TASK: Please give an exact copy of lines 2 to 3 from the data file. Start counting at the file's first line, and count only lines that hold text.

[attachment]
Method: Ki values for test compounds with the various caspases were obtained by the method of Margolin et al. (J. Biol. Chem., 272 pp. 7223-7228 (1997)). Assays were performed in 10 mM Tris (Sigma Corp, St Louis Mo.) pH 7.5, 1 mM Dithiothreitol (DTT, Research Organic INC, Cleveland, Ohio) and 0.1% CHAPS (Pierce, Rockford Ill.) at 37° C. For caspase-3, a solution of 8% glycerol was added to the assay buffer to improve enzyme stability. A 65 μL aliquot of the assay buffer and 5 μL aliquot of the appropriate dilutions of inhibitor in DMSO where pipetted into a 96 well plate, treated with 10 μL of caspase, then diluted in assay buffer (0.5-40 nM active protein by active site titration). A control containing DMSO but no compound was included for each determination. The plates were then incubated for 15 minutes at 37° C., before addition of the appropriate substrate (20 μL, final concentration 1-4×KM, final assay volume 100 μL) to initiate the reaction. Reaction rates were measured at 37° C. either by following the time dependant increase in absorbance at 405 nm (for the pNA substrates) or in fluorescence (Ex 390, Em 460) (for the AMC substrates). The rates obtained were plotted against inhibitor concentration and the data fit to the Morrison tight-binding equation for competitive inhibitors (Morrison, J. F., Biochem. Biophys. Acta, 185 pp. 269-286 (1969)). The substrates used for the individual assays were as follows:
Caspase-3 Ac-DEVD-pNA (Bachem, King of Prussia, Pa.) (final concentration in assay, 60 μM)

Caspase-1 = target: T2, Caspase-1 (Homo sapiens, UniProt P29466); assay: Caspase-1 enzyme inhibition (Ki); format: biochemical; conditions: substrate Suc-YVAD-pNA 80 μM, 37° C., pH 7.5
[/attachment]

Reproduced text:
Caspase-3 Ac-DEVD-pNA (Bachem, King of Prussia, Pa.) (final concentration in assay, 60 μM)

Caspase-1 = target: T2, Caspase-1 (Homo sapiens, UniProt P29466); assay: Caspase-1 enzyme inhibition (Ki); format: biochemical; conditions: substrate Suc-YVAD-pNA 80 μM, 37° C., pH 7.5